Topic: biomedical engineering
Four School of Science and Engineering students won the grand prize at the eighth annual Tulane Novel Tech Challenge for their design of a home-use test to detect endometriosis. Named Team Fleur FemTech, the group developed a tool that utilizes lateral flow technology and antibody detection techniques to determine if a person has elevated levels of antibodies associated with endometriosis.https://tulane.it/endometriosis-detection
Trivia Frazier: Research Scientist & Business Innovator
Trivia Frazier (SSE ’08, M ’12, B ’18), president and CEO of Obatala Sciences, is passionate about her company’s work and is thrilled to be blazing a path for others interested in bioengineering research.
ALTERNATIVE TO OPIOIDS
Michael J. Moore, a professor of biomedical engineering at the School of Science and Engineering, is part of a national study that aims to provide solutions to the national opioid overdose crisis by creating a living bioengineered nerve circuit that mimics the pain transmission pathway in the spinal cord. The circuit of living cells is designed to help scientists test the effectiveness of non-addictive alternatives to opioid painkillers.https://tulane.it/alternative-to-opioids
“Make 48” Team
A group of Tulanians competed in the APT/PBS reality show “Make 48,” a MakerSpace-inspired show in which student teams have 48 hours to plan, prototype and pitch a new commercial product idea to a panel of judges. The team, called The Big Easy, consisted of Kyra Rubinstein, a junior majoring in biomedical engineering, Matthew Nice, a biomedical engineering graduate, Luke Artzt, an engineering physics graduate, and Jesse Williams, a School of Architecture graduate.https://tulane.it/make-48-team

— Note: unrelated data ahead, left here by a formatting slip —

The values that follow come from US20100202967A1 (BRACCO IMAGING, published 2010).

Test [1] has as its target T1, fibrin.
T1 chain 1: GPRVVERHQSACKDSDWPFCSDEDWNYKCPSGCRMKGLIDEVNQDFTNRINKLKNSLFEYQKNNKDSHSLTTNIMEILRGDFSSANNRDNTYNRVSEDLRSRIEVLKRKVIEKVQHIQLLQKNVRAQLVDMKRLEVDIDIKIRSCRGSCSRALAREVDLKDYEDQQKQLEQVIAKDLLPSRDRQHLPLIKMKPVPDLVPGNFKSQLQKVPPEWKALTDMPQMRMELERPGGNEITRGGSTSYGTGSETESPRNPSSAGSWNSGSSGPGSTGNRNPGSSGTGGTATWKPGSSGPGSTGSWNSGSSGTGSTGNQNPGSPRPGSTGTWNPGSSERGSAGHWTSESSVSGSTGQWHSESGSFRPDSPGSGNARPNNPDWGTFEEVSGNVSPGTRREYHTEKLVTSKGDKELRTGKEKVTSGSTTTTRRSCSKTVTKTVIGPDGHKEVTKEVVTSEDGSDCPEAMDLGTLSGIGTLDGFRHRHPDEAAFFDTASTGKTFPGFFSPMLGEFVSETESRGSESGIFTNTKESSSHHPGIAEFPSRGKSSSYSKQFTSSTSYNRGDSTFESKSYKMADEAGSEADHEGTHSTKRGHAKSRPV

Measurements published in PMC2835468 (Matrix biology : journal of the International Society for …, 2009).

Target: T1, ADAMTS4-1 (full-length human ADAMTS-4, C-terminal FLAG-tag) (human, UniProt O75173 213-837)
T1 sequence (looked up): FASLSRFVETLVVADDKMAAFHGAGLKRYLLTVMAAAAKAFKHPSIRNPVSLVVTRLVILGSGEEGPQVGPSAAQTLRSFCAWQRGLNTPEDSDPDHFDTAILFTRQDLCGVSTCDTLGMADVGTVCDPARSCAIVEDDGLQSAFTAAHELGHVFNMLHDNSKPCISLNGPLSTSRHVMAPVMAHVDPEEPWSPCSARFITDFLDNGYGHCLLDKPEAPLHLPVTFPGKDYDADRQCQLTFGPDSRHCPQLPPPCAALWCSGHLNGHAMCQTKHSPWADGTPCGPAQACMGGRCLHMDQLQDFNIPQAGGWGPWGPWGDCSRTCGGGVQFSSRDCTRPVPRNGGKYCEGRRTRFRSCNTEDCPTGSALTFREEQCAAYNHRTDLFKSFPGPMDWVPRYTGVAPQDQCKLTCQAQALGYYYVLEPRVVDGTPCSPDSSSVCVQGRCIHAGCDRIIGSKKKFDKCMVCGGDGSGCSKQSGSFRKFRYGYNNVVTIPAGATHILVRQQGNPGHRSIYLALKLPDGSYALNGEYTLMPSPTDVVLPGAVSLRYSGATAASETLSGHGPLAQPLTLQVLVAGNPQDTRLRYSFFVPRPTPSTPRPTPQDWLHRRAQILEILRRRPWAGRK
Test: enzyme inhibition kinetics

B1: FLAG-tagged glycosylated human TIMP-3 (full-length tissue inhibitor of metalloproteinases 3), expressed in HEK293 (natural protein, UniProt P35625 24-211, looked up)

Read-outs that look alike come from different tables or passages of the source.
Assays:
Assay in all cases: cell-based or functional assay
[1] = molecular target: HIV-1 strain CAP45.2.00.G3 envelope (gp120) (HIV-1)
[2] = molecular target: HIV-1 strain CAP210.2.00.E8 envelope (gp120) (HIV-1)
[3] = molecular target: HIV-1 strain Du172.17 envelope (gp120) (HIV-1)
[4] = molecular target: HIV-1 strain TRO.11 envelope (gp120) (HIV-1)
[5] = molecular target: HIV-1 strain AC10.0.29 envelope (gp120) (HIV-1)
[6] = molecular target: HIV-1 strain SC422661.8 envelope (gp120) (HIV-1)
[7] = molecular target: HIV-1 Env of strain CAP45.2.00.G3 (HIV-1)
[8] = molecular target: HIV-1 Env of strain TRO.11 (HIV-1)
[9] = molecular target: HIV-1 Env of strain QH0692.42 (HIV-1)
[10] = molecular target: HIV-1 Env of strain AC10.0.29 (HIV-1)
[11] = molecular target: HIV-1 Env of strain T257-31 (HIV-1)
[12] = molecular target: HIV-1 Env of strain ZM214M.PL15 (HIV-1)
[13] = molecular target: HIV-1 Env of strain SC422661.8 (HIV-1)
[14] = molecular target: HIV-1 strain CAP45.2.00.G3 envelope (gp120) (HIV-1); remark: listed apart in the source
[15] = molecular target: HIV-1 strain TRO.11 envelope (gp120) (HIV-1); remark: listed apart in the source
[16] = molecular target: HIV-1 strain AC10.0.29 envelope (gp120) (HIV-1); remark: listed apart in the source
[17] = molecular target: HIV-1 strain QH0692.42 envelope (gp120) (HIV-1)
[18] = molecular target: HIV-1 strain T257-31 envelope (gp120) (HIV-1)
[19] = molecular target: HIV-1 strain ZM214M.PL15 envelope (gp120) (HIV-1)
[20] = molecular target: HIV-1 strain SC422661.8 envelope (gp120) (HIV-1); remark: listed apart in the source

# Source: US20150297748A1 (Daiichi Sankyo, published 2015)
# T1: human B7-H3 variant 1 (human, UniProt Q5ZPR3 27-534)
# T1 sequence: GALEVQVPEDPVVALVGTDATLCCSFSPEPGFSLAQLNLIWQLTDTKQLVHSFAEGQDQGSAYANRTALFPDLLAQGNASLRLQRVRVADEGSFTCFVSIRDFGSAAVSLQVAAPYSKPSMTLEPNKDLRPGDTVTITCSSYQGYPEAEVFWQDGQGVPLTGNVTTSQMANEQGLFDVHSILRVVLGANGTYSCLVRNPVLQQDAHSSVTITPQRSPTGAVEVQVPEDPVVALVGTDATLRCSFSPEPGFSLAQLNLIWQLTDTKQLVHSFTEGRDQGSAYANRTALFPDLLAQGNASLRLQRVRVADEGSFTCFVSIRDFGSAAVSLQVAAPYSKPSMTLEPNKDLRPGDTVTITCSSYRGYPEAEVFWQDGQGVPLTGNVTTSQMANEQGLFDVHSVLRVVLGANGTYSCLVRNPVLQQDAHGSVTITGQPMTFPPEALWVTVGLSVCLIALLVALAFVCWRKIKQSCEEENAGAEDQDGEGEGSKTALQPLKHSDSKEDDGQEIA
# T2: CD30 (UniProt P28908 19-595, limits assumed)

Makerspace Named in Honor of Donor, Alumnus
The MakerSpace at Tulane University, which offers students and professors access to digital fabrication tools like 3D printers, laser cutters, milling machines and lathes as well as traditional hand and power tools, will be named the Scot Ackerman MakerSpace, thanks to a generous gift from Dr. Scot Ackerman (E ’78), a radiation oncologist and medical director of the Ackerman Cancer Center in Jacksonville, Florida.
J. Quincy Brown, associate professor of biomedical engineering, has been awarded a $1.6 million four-year grant from the National Cancer Institute of the National Institutes of Health to develop a tool that could lower tumor recurrence in cancer patients, especially those with prostate cancer.
Fieldwork in Peru
They delighted in everything Peru had to offer, from fishing on the Amazon to bird-watching in the rainforest to surfing on the Pacific. But this was anything but a vacation.
We’re on It
If there is an ecosystem that is threatened, a population in peril, a subject matter unexplored, a discovery yet to be made, a cure to be found — somebody at Tulane is working on it. That’s just what we do.
Innovation in Orbit
When Elaine Horn-Ranney (SSE ’08, ’13) and Parastoo Khoshakhlagh (SSE ’13, ’15) were pursuing their doctorates in biomedical engineering, they came up with an idea for a gel-based patch — Perf-Fix — to help physicians repair damaged eardrums without surgery. They were determined to take the technology as far as they could go.